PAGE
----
16 May 2022

Did Christopher Wren
design the Shell House
in Stony Stratford?

Queen Anne House, or Shell House, at 48 High Street, Stony Stratford, was once the Dower House for Wolverton Manor (Photograph: Patrick Comerford, 2022)

Patrick Comerford

One of the most elegant and most intriguing houses in Stony Stratford is almost directly opposite me on the High Street.

Queen Anne House, also known as Shell House, is at 48 High Street. This was once the Dower House for nearby Wolverton Manor, which was demolished in 1728.

The Shell House has many distinct sections, spanning from the 1520s to the early 1700s, with a rare number of original features still intact. The front portion is believed locally to have been underwritten in some way by Sir Christopher Wren or – more likely – his colleague Nicholas Hawksmoor ca 1700-1703.

At dates that would appear to concur with this, Wren and Hawksmoor were sourcing building materials from Stony Stratford while they were working on other estates nearby.

Wren was busy remodelling Winslow Hall to the south in 1700. At the same time, Hawksmoor was working on Easton Neston to the north, which he completed in 1702.

Both men were known personally to the early 18th century owner of Queen Anne House, Dr John Radcliffe, who gives his name to the Radcliffe Camera and the John Radcliffe Hospital in Oxford and who owned vast estates around Wolverton and Stony Stratford.

Wren, Hawksmoor and Radcliffe all belonged to the same masonic circle. Radcliffe, who was Queen Anne’s physician, became the owner of the Shell House in 1713 when he acqured the Wolverton estate.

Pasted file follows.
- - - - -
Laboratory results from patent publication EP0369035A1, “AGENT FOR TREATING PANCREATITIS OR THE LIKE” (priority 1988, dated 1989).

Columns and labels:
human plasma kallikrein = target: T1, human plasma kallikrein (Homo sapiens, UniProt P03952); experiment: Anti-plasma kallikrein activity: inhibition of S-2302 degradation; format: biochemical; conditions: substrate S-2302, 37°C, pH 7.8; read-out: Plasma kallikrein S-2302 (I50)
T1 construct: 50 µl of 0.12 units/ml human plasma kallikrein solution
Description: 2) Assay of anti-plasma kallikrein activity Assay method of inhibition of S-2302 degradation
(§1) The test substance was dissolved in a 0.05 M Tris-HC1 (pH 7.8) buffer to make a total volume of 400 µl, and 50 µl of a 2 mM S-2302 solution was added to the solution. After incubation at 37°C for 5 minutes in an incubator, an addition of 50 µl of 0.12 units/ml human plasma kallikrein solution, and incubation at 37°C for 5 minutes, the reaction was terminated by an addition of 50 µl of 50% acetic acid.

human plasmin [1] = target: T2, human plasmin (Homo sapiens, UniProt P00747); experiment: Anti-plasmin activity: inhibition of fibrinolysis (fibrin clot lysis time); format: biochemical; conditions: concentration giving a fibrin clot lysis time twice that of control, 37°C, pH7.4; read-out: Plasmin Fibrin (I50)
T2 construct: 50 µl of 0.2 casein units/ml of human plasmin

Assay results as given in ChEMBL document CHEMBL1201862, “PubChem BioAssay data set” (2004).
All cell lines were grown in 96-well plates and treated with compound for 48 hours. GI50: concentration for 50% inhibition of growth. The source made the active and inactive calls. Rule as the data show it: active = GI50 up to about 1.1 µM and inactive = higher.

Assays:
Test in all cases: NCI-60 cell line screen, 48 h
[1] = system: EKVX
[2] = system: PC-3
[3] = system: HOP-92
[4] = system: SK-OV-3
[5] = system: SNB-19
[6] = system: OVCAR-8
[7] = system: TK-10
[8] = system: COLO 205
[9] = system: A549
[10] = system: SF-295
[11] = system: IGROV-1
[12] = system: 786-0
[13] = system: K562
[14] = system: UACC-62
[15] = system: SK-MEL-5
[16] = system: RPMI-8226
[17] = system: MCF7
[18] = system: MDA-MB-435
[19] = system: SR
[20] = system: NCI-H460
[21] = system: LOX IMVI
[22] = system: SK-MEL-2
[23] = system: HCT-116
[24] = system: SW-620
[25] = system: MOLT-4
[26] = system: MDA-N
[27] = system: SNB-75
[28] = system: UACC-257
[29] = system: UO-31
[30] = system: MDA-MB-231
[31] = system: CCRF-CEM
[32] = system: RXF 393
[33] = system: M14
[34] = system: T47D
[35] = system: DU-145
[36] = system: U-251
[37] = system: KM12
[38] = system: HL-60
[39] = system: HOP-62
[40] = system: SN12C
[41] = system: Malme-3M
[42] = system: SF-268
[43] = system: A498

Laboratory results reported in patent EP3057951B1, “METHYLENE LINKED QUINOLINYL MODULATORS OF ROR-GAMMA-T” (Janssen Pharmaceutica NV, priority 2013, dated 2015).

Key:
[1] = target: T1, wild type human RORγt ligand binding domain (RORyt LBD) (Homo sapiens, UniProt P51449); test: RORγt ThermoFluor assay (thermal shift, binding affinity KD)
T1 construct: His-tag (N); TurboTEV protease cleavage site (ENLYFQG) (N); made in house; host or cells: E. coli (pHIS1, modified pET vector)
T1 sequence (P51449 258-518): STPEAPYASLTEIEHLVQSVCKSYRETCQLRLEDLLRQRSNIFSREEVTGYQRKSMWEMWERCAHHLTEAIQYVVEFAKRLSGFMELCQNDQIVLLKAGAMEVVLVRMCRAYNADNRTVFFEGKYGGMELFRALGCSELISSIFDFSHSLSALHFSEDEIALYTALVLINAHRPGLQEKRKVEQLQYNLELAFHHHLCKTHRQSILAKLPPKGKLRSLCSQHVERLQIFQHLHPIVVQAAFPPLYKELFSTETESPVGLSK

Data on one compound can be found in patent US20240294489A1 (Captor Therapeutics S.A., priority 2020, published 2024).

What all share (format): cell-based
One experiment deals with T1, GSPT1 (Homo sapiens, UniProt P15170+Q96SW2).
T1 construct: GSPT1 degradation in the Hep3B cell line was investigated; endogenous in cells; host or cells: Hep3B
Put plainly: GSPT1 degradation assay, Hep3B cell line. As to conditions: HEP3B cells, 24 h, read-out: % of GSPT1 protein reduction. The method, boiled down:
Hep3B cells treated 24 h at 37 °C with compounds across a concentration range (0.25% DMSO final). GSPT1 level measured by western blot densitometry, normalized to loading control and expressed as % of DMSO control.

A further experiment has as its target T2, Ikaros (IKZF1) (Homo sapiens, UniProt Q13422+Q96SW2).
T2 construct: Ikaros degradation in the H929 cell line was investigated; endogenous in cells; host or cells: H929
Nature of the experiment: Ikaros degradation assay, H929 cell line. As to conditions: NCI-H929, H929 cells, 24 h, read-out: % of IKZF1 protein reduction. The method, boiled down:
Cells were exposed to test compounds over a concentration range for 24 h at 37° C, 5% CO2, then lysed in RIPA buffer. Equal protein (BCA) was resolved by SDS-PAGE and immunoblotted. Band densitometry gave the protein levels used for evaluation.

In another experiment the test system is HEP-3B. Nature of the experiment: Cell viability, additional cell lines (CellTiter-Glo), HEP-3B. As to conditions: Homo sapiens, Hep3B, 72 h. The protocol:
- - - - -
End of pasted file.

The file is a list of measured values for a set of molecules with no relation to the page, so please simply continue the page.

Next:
The scallop shell recesses are a notable feature of the Shell House (Photograph: Patrick Comerford, 2022)

Architecturally, all three properties share features that bear more than a passing resemblance. The drawing room at Queen Anne House has scallop shell recesses that are notably similar to stairwell features at Easton Neston.

Interestingly, the hallway is dominated by a grand oak staircase that has carved inverted pentagrams. Hawksmoor was well known for appropriating symbols like this in his designs to ward off evil. He was sometimes referred to as ‘The Devil’s Architect.’

Despite compelling circumstantial evidence, given the passage of time it is unlikely that direct evidence will be uncovered linking Wren or Hawksmoor to Queen Anne House.

This house on the north-east side of High Street, Stony Stratford is a two-storey ashlar sandstone house with a steep pitched, partly-tiled roof with flat stone coping on the gables, and plain kneelers supported by moulded consoles.

The house has one early and one late brick chimney stack, and two pedimented dormers.

There is a small plinth, with a band at the first floor level, chamfered quoins and a heavy modillion eaves cornice. There are four windows on the first floor, of which the third from the left is blind, three windows on the ground floor, and an entrance under the blind window.

The windows are sash in wooden cases and have narrow wooden architraves. There are plain cills, with a plain lintel on the first floor windows, while heads of the ground floor windows have light carving and keystones.

The entrance is approached by two carved consoles. There is narrow wooden doorcase, panelled reveals and soffit, and panelled door with rectangular light above it. The front room on the ground floor has a door-head with a segmental pediment and a shell niche inside. There are railings in front of the covered area.

I understand that inside the house is panelled throughout on the ground and first floors. Sometimes, when I try to catch a glimpse as I walk by, I can see the fine staircase with applied carved strings, three balusters to a step, exaggerated ramps, and quarter landings.

This elegant house is considerably higher than the two-storey houses south of it, and in relation to No 50, a three-storey house, is almost as high to the eaves and the ridge is higher.

Sometimes I catch a glimpse of the fine staircase (Photograph: Patrick Comerford, 2022)

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